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Survey reveals confusion concerning Part G of Building Regulations

A survey undertaken by Inta has shown that two years after the introduction of the Part G building regulations, plumbers and installers are still confused by what they are required to do by law.

The survey, completed by over 100 plumbers and installers at PHEX Chelsea, showed that two thirds of plumbers and installers were unclear of what the building regulations entailed and two out of five had no idea what the maximum temperature water delivered to a bath fitted with a thermostatic mixing valve (TMV) should be.

It also exposed lack of enforcement as a serious issue, with 89 per cent of respondents calling for policing of the regulations to be made more rigorous.

More than half of those surveyed were unaware of any enforcement of the Part G building regulations since they came into force in 2010.

The regulations, which were designed to reduce the risk of bathroom scalding, make the fitting of a TMV with baths compulsory in new builds and refurbishments if the positioning of the bath has changed.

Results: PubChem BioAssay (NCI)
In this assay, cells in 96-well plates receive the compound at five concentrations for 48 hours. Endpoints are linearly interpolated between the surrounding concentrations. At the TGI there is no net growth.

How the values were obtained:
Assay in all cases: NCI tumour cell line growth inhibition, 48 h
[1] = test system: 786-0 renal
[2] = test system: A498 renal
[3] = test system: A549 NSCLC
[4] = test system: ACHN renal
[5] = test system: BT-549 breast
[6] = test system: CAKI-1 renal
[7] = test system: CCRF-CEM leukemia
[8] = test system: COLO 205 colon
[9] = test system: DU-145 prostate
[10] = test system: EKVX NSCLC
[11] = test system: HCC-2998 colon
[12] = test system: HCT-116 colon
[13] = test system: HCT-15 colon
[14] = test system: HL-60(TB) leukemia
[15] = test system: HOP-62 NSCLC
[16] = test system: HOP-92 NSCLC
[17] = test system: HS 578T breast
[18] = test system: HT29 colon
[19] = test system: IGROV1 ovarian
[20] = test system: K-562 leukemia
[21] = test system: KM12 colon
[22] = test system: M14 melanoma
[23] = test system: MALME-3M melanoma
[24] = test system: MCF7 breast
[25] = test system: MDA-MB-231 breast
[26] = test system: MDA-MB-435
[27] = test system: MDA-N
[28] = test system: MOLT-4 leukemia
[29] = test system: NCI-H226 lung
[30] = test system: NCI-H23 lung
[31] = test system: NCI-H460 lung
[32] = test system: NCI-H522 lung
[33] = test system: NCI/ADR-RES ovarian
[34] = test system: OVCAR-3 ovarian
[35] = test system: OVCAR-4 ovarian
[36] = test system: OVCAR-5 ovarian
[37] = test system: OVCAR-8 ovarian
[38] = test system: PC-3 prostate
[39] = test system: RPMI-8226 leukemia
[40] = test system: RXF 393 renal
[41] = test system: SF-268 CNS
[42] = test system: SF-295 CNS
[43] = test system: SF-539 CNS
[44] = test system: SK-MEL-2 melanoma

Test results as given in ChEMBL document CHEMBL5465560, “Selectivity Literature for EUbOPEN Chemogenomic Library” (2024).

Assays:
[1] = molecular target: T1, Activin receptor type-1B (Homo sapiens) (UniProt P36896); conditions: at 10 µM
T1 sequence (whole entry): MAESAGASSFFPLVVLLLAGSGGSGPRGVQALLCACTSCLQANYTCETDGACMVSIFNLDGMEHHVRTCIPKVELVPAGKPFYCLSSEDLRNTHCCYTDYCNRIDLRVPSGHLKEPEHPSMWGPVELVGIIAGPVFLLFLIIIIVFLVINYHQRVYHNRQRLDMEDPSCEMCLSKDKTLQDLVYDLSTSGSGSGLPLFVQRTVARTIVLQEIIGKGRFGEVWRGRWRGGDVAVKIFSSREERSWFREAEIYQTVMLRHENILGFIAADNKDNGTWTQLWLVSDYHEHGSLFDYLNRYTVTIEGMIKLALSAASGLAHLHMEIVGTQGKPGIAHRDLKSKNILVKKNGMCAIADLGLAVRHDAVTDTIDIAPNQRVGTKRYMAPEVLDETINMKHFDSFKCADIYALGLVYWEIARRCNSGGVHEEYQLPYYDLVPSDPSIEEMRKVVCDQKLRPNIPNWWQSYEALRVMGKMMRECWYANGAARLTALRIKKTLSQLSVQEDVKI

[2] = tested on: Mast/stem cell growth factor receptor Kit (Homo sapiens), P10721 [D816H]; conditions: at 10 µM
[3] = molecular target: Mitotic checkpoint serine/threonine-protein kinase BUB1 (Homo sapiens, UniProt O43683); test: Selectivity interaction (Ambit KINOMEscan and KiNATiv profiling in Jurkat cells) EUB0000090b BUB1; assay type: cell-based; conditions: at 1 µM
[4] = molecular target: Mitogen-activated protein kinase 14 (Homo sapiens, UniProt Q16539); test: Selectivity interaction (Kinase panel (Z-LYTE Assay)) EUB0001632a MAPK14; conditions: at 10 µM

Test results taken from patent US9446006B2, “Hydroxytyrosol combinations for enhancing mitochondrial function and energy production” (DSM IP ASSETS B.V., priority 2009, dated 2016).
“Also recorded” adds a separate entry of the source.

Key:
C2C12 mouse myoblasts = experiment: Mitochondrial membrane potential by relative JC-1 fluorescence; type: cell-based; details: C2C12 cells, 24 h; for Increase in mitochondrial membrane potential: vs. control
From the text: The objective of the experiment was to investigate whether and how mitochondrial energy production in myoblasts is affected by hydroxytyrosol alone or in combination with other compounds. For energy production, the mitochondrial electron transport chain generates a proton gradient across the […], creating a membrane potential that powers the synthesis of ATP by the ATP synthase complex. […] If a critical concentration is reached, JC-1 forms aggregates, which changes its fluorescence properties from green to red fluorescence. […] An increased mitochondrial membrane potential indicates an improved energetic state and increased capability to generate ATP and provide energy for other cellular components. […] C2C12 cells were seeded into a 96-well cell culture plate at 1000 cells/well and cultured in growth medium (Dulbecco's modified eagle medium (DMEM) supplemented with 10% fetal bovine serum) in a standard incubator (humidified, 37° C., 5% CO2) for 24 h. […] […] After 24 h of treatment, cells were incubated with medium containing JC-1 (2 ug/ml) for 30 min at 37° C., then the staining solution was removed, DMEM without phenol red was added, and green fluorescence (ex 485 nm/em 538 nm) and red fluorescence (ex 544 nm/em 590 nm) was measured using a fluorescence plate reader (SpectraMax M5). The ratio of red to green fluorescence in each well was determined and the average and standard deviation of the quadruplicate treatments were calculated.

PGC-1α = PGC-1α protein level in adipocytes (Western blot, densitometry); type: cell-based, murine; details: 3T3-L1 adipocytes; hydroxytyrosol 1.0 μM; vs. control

Inta sales director Darran Bougourd said: “It’s sad to say, but we are not surprised by the findings. The regulations present a real grey area regarding whether refurbishments fall into this category.

“To us it seems utterly ridiculous that a TMV is only required in instances where the bath is moved.

“The position of a bath has absolutely no relation to the risk of scalding, but the fitting of a TMV eliminates this risk completely.

“The regulations left many in the industry flummoxed as they had the potential to be a game changer, but instead cover limited ground.

Stoke-on-Trent South MP Rob Flello added: “This survey shows that in the mind of plumbers and installers, the Part G building regulations have had limited success.

“This can partly be attributed to a lack of industry education, but mostly to the evident neglect of responsibility when it comes to enforcement.

“It’s a great shame that we have not achieved more progress with the elimination of bathroom scalding in the UK.

“Clearly there are some issues that need to be assessed in order to improve these regulations so that they actually become effective.”

Readers' comments (1)

  • Who in right mind is going to fit a component in a usually inaccessable position (sides of baths tiled in) that requires regular checks to ensure its working safely and the fact that what is hot for one person is stone cold for another. I for one would not get in a bath at 48'C just my h'penth

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